U.S. Secretary of State Colin Powell met with his Indonesian counterpart Friday on the sidelines of the Asia Pacific Economic Cooperation forum in Shanghai to talk about the anti-terrorism coalition.
Indonesian Foreign Minister Hassan Wirayuda told reporters after his meeting with Secretary Powell that his government is still concerned strikes against targets in Afghanistan will cause civilian casualties and a humanitarian catastrophe.
The Indonesian diplomat said his government prefers a collective international response to terrorism through the United Nations.
Indonesia, with the world's largest Muslim population, is sensitive to attacks against another Muslim nation. Muslim extremists there have threatened to attack Americans in retaliation for the military strikes in Afghanistan. Anti-American demonstrations have become common.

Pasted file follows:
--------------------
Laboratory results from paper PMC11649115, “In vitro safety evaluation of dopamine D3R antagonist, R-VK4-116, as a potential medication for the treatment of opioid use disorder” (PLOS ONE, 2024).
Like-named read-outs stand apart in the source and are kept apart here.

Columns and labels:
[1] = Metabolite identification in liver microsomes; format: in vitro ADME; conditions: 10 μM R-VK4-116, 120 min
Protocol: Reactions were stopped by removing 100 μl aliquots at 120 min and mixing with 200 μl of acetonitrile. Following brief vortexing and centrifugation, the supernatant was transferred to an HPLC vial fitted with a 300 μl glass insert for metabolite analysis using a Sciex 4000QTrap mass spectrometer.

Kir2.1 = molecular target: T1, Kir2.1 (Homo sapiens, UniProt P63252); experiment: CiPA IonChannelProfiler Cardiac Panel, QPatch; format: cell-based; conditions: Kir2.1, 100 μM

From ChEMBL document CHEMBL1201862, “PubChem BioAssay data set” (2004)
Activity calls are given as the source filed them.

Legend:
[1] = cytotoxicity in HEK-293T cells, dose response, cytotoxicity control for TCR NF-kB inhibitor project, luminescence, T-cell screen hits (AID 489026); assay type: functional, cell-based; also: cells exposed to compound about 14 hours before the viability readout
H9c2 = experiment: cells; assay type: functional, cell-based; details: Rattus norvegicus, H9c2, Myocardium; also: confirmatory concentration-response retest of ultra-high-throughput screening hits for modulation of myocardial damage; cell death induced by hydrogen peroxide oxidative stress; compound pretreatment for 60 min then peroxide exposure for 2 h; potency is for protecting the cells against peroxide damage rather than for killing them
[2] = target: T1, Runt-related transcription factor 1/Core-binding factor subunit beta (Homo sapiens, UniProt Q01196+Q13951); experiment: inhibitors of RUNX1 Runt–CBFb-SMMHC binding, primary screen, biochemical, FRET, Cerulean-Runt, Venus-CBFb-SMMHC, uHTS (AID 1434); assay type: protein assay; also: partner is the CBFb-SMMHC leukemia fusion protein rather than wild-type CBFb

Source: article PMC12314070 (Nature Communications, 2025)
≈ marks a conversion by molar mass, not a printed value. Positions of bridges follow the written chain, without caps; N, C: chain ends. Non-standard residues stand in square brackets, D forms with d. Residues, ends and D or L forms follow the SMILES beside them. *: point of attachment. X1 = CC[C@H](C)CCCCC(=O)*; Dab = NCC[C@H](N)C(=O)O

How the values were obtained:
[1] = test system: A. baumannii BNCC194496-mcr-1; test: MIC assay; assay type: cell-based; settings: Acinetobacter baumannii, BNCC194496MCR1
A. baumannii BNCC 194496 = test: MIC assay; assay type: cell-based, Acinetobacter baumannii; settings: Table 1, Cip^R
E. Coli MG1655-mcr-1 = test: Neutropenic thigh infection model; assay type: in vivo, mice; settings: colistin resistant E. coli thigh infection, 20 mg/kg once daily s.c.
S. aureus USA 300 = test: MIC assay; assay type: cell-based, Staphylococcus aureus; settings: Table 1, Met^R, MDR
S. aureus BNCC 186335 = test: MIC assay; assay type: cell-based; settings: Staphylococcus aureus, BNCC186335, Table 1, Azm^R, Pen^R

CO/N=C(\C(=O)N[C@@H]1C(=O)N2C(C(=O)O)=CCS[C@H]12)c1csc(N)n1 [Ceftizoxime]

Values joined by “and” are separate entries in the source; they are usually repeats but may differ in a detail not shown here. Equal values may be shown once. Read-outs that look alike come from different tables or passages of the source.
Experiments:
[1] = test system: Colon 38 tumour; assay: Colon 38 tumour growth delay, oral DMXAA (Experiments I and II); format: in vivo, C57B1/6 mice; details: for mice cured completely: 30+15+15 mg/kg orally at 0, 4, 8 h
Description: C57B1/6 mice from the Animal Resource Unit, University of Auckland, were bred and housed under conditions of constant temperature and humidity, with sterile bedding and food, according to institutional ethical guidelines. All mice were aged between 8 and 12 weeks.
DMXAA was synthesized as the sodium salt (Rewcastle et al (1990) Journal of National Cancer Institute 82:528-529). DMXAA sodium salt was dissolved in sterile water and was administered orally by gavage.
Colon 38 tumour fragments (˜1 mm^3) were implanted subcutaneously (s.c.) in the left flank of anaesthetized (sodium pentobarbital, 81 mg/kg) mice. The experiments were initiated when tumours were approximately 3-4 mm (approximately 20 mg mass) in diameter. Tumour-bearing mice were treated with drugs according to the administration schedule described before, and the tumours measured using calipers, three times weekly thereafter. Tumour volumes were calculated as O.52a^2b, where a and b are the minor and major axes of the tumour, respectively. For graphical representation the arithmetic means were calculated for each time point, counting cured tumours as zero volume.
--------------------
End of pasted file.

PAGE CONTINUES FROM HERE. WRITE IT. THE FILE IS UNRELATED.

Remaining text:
Earlier in the week, Indonesia's President Megawati Sukarnoputri gave her country's support for the war on terrorism. Then under pressure from some Islamic groups at home, she criticized the use of military force to combat terrorism.
U.S. officials say Secretary Powell stressed to Indonesia's foreign minister the seriousness of the situation and the need for the United States to defend itself against terrorism.
U.S. officials say Indonesia's overall response to the global anti-terrorism campaign has been excellent.
Indonesia and its APEC colleagues have put together a counter-terrorism declaration that will be issued at the end of the two-day summit this weekend.